Abstract and Keywords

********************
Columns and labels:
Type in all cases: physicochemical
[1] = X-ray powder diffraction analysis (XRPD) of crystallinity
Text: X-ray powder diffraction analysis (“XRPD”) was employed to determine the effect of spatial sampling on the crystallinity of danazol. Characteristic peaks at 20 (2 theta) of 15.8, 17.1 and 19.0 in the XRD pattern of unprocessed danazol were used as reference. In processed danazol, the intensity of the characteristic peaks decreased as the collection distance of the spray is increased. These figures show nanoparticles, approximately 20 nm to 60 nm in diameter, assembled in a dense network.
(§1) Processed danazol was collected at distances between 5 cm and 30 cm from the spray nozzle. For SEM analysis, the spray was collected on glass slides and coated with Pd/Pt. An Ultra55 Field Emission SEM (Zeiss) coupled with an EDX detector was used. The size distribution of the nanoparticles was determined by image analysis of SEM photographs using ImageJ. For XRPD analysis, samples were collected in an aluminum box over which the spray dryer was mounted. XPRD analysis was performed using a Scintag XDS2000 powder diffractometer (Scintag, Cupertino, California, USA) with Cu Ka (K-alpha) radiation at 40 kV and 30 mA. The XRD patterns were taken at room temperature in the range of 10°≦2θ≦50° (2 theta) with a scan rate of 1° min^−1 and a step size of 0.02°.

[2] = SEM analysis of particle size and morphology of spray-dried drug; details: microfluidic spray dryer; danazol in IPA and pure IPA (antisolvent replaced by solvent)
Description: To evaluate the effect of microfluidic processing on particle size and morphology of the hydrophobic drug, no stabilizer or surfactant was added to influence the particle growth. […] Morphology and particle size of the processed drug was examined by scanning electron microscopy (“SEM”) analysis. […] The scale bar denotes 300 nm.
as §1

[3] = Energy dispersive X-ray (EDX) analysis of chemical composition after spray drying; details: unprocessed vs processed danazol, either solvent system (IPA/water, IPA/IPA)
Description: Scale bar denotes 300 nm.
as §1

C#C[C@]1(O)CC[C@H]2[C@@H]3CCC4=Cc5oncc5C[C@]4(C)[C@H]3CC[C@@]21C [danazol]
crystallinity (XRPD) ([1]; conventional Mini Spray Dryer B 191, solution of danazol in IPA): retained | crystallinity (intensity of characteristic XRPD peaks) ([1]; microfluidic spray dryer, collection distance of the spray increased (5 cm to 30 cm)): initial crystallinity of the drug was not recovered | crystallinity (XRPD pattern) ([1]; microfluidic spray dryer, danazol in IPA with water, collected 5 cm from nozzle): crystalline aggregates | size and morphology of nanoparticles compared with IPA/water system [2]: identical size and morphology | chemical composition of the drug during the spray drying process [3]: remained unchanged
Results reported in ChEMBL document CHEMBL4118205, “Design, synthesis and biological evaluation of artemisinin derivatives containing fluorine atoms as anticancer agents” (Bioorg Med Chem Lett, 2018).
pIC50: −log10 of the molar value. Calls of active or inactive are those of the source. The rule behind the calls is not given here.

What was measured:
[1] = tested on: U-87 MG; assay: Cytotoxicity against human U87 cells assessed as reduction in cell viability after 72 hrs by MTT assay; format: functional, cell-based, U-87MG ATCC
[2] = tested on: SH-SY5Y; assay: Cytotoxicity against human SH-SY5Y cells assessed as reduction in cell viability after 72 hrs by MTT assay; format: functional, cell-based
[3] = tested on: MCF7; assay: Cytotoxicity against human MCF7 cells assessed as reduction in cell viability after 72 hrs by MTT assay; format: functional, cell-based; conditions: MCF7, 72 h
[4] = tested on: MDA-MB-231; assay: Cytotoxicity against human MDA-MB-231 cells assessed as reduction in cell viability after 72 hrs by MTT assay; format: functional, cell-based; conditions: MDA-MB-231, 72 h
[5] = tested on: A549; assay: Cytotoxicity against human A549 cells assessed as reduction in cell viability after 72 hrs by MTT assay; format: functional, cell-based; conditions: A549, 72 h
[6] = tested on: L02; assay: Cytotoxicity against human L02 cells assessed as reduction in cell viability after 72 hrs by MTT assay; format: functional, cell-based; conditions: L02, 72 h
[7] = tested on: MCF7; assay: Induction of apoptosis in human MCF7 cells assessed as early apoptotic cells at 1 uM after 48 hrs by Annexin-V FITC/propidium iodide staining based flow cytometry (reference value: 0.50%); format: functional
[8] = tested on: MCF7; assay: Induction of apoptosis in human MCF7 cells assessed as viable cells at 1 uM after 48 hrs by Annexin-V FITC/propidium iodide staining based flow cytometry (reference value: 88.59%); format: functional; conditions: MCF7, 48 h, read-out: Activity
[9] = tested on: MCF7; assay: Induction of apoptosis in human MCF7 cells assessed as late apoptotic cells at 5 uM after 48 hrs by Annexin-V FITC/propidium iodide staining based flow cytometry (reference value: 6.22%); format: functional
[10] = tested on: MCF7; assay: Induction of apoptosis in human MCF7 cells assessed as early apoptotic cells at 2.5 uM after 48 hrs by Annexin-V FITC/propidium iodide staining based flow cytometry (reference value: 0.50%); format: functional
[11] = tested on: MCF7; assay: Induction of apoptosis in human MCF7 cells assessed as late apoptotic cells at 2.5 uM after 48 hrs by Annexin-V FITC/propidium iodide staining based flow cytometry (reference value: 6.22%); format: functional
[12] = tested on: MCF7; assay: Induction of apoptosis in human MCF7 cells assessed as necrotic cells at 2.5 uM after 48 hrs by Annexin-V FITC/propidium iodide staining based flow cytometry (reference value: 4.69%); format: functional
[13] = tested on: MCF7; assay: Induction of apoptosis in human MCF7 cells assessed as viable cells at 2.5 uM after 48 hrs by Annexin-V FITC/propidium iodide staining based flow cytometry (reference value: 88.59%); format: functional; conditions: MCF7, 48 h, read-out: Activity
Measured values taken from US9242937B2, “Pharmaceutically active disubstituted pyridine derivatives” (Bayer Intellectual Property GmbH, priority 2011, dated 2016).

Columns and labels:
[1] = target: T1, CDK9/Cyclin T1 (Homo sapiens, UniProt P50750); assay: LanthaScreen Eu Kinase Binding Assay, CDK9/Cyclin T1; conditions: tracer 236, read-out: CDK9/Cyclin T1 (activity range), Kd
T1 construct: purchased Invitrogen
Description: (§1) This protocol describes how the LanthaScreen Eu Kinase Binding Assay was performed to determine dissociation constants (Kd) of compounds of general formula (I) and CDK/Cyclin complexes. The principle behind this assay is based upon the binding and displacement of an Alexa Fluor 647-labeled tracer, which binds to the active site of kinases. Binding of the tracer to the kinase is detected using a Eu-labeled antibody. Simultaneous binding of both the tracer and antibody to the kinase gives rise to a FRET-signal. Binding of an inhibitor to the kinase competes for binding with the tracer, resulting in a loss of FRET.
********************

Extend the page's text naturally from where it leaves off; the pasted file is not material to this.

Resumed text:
This chapter argues for a less technologically driven notion of “virtual reality,” suggesting that our own on-board computers, our brains, are already engaged in a process of simulating the world around us, rather than being “naturally” immersed within it. Thus we are always at one remove from what Lacan calls the Real; hence the phrase “virtual reality” verges on the tautological. From a Lacanian perspective, humans are unique in their dislocation from the Real, taking up a position in the Symbolic, an order of signs. The rest of the chapter explores how works of art, and literature in particular, can easily be seen to function as “virtual” (immersive and interactive) worlds. The chapter concludes by noting that fantasy literature, in particular, despite its less than realistic appearance, often aspires to go beyond the “virtual,” to lay claim to accessing a world both “Real” and “virtuous.”
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